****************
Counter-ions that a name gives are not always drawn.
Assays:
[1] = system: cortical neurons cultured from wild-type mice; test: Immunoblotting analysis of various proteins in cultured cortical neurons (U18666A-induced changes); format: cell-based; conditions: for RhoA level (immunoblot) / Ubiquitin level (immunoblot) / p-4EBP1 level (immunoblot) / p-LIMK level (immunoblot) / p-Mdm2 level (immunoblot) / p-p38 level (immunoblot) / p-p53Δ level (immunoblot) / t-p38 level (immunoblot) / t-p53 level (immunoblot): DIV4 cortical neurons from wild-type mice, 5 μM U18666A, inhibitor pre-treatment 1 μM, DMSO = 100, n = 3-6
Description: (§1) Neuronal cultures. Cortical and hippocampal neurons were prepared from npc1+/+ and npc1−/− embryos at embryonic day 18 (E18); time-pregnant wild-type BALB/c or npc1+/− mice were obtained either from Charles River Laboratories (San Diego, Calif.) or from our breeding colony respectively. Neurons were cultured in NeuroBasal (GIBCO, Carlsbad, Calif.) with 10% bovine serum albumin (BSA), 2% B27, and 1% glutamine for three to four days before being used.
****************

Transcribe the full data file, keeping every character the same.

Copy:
Counter-ions that a name gives are not always drawn.
Assays:
[1] = system: cortical neurons cultured from wild-type mice; test: Immunoblotting analysis of various proteins in cultured cortical neurons (U18666A-induced changes); format: cell-based; conditions: for RhoA level (immunoblot) / Ubiquitin level (immunoblot) / p-4EBP1 level (immunoblot) / p-LIMK level (immunoblot) / p-Mdm2 level (immunoblot) / p-p38 level (immunoblot) / p-p53Δ level (immunoblot) / t-p38 level (immunoblot) / t-p53 level (immunoblot): DIV4 cortical neurons from wild-type mice, 5 μM U18666A, inhibitor pre-treatment 1 μM, DMSO = 100, n = 3-6
Description: (§1) Neuronal cultures. Cortical and hippocampal neurons were prepared from npc1+/+ and npc1−/− embryos at embryonic day 18 (E18); time-pregnant wild-type BALB/c or npc1+/− mice were obtained either from Charles River Laboratories (San Diego, Calif.) or from our breeding colony respectively. Neurons were cultured in NeuroBasal (GIBCO, Carlsbad, Calif.) with 10% bovine serum albumin (BSA), 2% B27, and 1% glutamine for three to four days before being used.